6. Also, try not to panic when you’re placed on hold or are left waiting for long periods. As customer service representatives, we can only do so much at times to expedite your process and sometimes while the appropriate situation or task is still pending, we still have to and are expected to attend to others. This is especially the case in receptionist offices where often times we are expected to help as many guests/customers coming in while being efficient as our position and resources allow us to be. I cannot count how many times folks have yelled over the phone or expressed excessive amounts of angry, hateful comments over being put on hold or made to wait too long when we were short staffed compared to the high number of calls and I had previously mentioned this to them ahead of time. Venting and expressing your dissatisfaction is understandable but yelling is a bit excessive considering how often multiple folks yell at the reps.
  7. Don’t be THAT person. The petty one. — While one rep may not have helped you well enough but the second one did, do not take it out on them by saying comments such as “well you weren’t very helpful” or “see, clearly you don’t know anything.” Anything along those lines would be better said to a supervisor so feel free to voice your concern or negative experience to a supervisor or management so that efforts are made to improve the service. There’s no need to get catty.
  8. DO tell us if we’re misunderstanding you! — Personally, I have no problem when someone tells me I’m not doing something right or understanding their point. Do not call us demeaning names or attack us verbally some way just because we are not understanding your situation right away or having issues communicating. Sometimes with that, we can ask a fellow coworker to come in and try clarifying things as a mediator.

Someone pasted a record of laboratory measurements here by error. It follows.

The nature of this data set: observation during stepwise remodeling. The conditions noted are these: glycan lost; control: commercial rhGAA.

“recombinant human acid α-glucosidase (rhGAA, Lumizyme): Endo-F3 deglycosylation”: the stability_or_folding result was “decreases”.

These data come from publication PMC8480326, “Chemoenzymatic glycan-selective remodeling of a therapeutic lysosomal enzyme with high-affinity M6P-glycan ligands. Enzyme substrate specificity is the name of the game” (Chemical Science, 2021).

Customers/guests who get rather rowdy should take into consideration how much harm that does for their case than good. It’s okay to be mad; we get the urgency of your situation then and there but when someone is yelling at a person, they should consider how hard it is for the representative to open up their ears to you when you’re yelling, literally and figuratively. I personally disassociate when being yelled at mainly because of an auto-defense mechanism so half of the stuff said, I probably won’t remember you said (it’s something I definitely have to figure out how to stop doing but it’s been that way due to previous traumatic experiences).

These are just some things I can think of that would be much appreciated from customers/guests while their seeking customer service. I saw an article somewhere that had generally the same idea with the title “How to get even better customer service” which made me laugh but generally, it’s sweet to think about. It’s all a cycle and while I like to think I enjoy dealing with challenging customers and that it helps me become a better CS provider, there’s only so much a rep can take before it gets draining and burnout becomes a possibility.

All in all, I wouldn’t leave the field for good just because of a couple bad-tasting experiences.

Stay mindful.